20 things we learnt in 2020

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Posted
December 23, 2020
Author
Lauren Hood
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As 2020 draws to a close, we look back on some of our researchers’ most exciting work achieved in a year like no other.

  1. A breakthrough in the development of new technologies to treat muscle loss, published in Frontiers in Chemistry;
  2. The realisation of new high energy density sodium metal batteries for more efficient, longer storage capacity, published in Nature Materials;
  3. We were able to create a model of the upper airway through digital imaging and 3D printing for the treatment of sleep apnea;

  4. A wearable device that can be used to harvest body heat and turn it into electricity, published in Advanced Energy Materials;
  5. Threads (sutures) can be used to deliver drugs into soft tissue models using electrofluidics, published in Scientific Reports;
  6. A new design optimisation, sensing and control paradigm for soft robotic systems was established;
  7. Hand-held free form bioprinting is possible, published in Bioprinting;

  8. Wireless stimulation of nerve cells using bipolar electrochemistry is possible, Applied Materials Today;
  9. Deep Brain Stimulation increases life expectancy and this medical benefit comes with ethical consequences;
  10. We demonstrated the efficacy of conveying multi-sensor information via fewer feedback channels, conveying grasp force to human users of prosthetics;
  11. Inert gas bubbles can promote electrochemical reactions;

  12. Reduction in pancreatic tumour volume is possible through a novel dual delivery technology, Advanced Healthcare Materials;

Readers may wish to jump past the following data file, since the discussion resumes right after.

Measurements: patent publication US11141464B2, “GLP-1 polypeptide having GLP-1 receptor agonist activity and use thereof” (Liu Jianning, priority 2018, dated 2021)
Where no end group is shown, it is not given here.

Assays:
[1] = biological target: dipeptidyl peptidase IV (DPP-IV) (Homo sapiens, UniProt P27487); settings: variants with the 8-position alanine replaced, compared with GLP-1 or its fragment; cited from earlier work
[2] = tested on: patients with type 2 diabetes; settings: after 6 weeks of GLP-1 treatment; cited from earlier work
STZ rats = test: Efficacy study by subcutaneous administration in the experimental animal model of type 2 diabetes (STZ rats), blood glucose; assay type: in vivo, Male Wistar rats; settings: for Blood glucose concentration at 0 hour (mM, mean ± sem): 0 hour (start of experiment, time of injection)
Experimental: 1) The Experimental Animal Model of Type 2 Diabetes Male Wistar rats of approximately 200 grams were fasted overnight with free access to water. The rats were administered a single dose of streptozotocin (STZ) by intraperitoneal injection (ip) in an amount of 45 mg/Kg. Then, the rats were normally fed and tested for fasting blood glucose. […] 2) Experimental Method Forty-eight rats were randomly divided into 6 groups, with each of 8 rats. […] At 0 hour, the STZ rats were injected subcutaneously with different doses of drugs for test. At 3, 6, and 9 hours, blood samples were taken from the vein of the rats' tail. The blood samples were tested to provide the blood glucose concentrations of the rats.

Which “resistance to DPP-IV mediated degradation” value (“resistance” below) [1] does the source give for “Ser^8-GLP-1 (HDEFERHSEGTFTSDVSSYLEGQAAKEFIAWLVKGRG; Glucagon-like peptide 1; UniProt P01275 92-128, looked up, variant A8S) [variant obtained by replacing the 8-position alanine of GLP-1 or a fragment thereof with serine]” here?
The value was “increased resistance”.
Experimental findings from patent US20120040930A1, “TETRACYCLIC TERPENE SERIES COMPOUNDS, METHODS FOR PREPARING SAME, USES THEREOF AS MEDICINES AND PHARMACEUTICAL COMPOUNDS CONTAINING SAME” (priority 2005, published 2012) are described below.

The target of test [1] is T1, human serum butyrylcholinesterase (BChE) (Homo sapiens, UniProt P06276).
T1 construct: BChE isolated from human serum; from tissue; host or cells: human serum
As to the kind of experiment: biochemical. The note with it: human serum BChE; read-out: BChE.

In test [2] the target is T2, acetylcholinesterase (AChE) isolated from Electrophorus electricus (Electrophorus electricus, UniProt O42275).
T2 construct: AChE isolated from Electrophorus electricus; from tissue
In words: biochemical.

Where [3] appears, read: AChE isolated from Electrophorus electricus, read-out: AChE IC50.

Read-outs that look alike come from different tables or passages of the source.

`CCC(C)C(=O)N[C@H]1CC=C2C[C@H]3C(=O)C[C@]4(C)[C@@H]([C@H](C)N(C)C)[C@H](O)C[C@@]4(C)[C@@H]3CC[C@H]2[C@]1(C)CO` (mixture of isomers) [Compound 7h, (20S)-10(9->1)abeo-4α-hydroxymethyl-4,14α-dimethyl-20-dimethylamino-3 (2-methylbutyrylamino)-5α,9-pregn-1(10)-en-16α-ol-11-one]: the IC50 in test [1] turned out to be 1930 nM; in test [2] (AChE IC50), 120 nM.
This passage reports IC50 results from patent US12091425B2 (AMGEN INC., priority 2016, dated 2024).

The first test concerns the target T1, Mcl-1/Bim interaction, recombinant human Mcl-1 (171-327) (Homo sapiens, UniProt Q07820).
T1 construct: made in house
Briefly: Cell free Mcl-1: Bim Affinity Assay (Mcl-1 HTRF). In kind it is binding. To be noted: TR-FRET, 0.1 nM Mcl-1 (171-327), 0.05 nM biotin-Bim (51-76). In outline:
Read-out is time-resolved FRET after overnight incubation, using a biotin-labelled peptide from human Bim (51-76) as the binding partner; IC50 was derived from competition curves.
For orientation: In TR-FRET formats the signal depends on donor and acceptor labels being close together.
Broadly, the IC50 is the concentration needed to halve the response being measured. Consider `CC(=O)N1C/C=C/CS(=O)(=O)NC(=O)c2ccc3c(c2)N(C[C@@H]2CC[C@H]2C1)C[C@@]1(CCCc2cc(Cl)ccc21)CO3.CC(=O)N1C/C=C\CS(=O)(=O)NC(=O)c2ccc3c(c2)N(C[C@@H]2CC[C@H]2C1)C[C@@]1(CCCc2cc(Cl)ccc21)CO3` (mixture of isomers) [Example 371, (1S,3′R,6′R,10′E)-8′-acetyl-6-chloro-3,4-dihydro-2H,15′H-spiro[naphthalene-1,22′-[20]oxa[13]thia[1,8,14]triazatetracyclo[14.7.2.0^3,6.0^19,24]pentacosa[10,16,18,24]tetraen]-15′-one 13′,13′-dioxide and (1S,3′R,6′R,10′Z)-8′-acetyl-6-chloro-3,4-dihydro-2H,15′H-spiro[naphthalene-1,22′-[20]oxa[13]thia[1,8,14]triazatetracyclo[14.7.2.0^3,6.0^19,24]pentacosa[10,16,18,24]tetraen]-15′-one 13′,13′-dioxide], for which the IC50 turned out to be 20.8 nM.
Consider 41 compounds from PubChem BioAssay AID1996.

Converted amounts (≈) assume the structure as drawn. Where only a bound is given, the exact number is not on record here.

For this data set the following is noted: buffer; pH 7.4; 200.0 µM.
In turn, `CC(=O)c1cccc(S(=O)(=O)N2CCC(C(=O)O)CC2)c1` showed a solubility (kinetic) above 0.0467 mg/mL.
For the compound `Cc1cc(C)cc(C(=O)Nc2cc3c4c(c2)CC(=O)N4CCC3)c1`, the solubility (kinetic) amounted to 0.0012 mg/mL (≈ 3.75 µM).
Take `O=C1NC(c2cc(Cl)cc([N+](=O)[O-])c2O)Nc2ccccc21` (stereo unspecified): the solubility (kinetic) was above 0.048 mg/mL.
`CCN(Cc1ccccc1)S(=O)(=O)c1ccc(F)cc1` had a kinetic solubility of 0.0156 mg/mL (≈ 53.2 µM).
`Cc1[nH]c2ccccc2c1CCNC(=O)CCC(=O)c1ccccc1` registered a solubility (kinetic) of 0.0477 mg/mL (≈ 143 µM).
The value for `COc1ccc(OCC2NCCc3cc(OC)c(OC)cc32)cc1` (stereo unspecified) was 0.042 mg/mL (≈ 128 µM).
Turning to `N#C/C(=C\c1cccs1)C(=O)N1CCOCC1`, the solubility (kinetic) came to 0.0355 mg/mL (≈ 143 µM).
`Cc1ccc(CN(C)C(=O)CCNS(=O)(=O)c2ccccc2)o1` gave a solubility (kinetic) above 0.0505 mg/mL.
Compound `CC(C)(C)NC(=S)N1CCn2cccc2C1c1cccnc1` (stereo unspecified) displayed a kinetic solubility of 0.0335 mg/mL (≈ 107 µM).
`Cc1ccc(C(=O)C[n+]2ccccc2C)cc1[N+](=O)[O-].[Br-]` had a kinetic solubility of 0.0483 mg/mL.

13. The performance of non-aqueous redox flow batteries were improved by using mixed ligand complexes to increase solubility;
  14. Can you imagine measuring the force required to pull a single stem cell of a biomaterial surface? We did and we measured it…. Acta Biomaterialia;
  15. Modelling and experiments, revealed ether assisted ion transport in ionic liquids, accelerating practical application in lithium metal batteries;
  16. Ambient mass spectrometry can be applied to threads, upon which we can immobilise important target biomarkers, such as insulin, The Analyst;
  17. A printable polymer composite was used to create robust humidity sensors, published in ACS Applied Materials and Interfaces;
  18. A new form of graphene – highly dispersible in water and with high conductivity can be produced using a scalable patent;
  19. Ammonia is likely to become an important energy carrier of the future through the staged evolution of ammonia synthesis technologies;
  20. Machine learning can be used to enable much faster optimization of 3D printing parameters.

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